Uranus Discovered

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Uranus Discovered

The 13th of March 1781 AD

English astronomer Frederick William Herschel discovered Uranus on March 13th 1781. It can also be said equally accurately that German musician and composer Friedrich Wilhelm Herschel discovered Georgium Sidus – George’s Planet – on the same date.

Herschel was born in Hanover on November 15th 1738, his father Isaac a musician in the Hanover Military Band. Wilhelm played in the Hanoverian Guards regiment band, and came to England with them (the Hanoverian royal family ruling both states at that period) in 1755. He stayed, learned English and forged a career as a music teacher, organist and orchestral leader, firstly in the North East ( Newcastle , Leeds , and Halifax ) then in Bath .

Interested in mathematics as well as music, Herschel became fascinated by astronomy in the mid-1770s, building his own telescopes to pursue what first a pastime then a passion.

Herschel’s discovery of Uranus, the seventh planet in our solar system, was made on the night of 13th March 1781. As a musician Herschel knew the importance of patronage, and he named the find Georgium Sidus in honour of George III. Herschel’s own star rose from that moment, with election to the Royal Society the same year, becoming The King’s Astronomer in 1782, and soon a knighthood followed too.

Herschel’s discovery was in fact a realisation that this was a planet rather than a star, as it had been seen and recorded as early as 1690.

Over his lifetime he built more than 400 telescopes, supplying brother astronomers with them as well as using them for his own work. His most famous piece was a for that time giant reflecting telescope with a focal length of 12m and an aperture of 1.25m. Herschel tried it for the first time on August 28 1789, and was rewarded with the discovery of a new moon of Saturn that very night – and he had to wait less than a month before discovering another one.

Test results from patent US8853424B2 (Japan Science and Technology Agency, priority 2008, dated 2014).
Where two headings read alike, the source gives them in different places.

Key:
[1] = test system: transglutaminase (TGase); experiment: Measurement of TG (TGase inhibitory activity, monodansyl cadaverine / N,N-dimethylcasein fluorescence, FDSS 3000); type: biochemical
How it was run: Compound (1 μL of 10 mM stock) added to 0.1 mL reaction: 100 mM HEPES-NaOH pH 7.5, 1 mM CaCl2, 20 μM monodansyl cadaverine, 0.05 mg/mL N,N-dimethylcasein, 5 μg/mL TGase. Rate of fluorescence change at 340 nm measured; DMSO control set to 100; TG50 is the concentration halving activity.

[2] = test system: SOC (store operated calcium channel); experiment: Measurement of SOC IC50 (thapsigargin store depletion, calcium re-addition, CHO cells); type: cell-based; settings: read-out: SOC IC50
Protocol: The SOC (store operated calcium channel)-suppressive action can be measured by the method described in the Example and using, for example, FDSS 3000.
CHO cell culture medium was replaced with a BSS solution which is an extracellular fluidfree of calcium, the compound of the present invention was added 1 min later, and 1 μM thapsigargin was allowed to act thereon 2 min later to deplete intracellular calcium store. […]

The name George’s Planet went down badly in other countries, and for a time it was better known as Herschel, but in 1850 in line with the naming of the other planets the name Uranus was adopted after the Greek deity of the heavens, a boon to schoolboy humour ever since.

Herschel also discovered two of Uranus’s moons in 1787, named later by his son as Oberon and Titania. Two more were discovered by Lassell in 1851, and a fifth by Kuiper in 1948. When the Voyager 2 spacecraft reached the planet in 1982 it found 10 further moons. Uranus has 11 rings, very faint unlike Saturn’s. The blue colour of the planet is caused by the methane in its atmosphere.

His home at 19 King Street Bath is now the Herschel Museum of Astronomy , but sadly for him his other work in music – 24 symphonies and many more compositions – is just a footnote to his work in mapping the skies.

Links: http://www.information-britain.co.uk/famousbrits.php?id=195 Frederick William Herschel - the discoverer

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